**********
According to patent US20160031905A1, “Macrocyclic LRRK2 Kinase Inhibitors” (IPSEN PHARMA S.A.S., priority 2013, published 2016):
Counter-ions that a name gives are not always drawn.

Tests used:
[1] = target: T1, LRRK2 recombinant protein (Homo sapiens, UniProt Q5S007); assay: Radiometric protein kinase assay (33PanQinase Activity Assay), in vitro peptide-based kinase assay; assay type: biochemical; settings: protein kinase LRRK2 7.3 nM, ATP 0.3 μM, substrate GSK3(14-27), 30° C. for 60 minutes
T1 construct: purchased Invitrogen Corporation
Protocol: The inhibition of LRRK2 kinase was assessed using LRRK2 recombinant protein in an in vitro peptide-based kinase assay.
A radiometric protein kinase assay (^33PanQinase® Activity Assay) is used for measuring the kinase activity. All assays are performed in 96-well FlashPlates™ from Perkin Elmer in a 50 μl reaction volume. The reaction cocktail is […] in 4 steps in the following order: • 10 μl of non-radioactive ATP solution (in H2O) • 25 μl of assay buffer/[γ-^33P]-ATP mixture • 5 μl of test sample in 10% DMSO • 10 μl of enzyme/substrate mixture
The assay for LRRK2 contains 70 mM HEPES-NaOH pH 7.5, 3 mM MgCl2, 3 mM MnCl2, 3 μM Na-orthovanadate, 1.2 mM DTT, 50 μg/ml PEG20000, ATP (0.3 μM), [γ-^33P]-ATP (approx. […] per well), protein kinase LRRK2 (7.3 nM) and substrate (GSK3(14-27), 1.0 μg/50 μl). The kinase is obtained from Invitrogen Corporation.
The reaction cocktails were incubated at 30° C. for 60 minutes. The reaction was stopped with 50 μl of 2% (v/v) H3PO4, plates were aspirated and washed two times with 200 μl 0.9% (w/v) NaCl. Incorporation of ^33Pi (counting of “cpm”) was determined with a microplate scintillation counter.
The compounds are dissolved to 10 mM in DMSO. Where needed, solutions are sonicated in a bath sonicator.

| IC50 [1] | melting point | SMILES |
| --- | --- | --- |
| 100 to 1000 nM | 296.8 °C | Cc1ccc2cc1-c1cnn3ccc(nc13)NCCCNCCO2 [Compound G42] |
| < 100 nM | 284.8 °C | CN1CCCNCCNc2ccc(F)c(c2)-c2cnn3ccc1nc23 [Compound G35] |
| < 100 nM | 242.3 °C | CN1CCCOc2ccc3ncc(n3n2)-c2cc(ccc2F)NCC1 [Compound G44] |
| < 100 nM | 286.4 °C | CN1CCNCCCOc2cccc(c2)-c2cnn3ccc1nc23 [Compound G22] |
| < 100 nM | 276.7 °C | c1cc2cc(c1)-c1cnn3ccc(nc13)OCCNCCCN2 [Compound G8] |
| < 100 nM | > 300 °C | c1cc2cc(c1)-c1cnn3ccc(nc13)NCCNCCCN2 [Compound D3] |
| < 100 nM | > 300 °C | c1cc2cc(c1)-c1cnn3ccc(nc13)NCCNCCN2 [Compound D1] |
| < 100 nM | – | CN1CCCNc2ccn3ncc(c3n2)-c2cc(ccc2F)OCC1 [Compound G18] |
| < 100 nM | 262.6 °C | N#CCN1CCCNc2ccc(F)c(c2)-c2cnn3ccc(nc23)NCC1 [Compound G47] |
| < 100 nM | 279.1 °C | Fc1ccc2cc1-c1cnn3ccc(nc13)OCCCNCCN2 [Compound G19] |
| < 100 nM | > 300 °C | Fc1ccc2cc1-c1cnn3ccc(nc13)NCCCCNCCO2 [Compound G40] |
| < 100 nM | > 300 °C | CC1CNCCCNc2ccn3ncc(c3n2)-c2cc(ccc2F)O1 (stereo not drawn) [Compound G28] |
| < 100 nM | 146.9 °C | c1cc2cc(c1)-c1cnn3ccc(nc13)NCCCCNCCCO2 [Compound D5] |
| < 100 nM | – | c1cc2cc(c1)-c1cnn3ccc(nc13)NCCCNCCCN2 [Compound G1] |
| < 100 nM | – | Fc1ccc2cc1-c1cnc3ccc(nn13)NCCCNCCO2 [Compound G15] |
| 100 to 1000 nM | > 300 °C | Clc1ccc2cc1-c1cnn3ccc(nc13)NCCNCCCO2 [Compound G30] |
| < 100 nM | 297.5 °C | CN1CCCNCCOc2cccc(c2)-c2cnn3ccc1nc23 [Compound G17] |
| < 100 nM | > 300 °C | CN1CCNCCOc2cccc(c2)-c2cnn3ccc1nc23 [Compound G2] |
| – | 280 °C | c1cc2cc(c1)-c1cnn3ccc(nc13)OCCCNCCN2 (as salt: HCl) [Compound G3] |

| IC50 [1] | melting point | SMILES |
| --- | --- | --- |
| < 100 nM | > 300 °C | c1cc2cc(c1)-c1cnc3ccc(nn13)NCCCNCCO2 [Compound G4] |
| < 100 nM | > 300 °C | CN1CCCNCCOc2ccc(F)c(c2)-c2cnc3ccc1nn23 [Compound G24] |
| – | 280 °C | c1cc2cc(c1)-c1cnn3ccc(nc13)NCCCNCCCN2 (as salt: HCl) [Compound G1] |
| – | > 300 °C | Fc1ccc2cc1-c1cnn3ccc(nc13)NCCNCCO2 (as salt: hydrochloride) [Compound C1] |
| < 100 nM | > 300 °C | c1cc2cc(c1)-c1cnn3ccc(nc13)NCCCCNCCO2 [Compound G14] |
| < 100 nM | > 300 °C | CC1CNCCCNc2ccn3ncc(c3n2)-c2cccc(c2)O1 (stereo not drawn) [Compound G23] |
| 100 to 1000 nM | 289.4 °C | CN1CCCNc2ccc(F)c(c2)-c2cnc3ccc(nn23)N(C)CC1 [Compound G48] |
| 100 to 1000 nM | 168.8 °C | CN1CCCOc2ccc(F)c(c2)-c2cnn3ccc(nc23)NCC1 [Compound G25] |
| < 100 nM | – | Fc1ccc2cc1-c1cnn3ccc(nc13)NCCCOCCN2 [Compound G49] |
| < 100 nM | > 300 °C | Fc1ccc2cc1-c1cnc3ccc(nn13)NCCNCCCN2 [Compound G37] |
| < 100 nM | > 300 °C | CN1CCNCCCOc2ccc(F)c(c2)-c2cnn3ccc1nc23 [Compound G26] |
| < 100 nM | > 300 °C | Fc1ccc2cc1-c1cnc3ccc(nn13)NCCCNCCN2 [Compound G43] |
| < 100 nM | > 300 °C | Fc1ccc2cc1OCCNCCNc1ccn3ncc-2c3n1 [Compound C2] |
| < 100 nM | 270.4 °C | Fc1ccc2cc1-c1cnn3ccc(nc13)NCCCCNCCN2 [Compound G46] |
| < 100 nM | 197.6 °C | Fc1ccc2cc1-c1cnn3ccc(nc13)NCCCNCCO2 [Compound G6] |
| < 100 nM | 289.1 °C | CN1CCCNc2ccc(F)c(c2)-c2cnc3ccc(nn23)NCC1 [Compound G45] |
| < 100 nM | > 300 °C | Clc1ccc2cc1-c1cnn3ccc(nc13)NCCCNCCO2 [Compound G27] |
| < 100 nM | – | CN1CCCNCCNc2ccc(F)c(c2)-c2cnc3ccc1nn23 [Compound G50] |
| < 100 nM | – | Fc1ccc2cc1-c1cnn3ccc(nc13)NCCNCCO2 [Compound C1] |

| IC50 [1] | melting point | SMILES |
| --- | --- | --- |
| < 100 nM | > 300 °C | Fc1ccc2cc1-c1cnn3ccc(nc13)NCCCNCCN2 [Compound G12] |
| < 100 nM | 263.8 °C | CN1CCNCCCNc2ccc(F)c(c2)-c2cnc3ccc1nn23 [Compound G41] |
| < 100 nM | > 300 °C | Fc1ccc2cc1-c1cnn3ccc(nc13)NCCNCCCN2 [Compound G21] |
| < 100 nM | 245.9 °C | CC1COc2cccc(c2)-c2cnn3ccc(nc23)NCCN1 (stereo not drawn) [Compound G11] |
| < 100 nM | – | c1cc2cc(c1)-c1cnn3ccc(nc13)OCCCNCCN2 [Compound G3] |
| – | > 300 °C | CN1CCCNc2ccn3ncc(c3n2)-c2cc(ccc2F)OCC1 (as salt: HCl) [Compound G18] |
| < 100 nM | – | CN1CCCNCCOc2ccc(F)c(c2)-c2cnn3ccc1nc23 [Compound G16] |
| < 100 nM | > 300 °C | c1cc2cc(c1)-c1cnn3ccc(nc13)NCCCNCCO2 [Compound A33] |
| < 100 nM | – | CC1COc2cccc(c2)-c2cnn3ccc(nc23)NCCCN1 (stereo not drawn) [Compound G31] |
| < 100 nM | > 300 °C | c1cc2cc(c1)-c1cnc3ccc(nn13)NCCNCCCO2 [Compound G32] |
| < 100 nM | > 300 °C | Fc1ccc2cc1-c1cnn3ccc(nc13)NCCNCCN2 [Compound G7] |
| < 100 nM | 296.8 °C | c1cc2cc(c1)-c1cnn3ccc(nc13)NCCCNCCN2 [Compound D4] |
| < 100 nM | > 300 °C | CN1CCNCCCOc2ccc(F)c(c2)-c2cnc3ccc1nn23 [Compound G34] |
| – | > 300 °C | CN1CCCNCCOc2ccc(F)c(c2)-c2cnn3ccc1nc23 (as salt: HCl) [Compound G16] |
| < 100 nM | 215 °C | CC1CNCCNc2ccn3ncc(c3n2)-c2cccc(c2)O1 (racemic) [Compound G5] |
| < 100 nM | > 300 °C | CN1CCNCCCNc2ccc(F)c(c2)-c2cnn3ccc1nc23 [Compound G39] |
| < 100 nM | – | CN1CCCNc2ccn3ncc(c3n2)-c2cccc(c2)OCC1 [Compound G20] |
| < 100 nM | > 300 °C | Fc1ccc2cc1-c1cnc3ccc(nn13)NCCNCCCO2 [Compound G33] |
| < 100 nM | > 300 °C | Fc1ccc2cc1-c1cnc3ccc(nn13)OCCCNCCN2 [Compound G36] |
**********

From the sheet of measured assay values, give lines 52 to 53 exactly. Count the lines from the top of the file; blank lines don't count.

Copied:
| < 100 nM | – | Fc1ccc2cc1-c1cnn3ccc(nc13)NCCNCCO2 [Compound C1] |

| IC50 [1] | melting point | SMILES |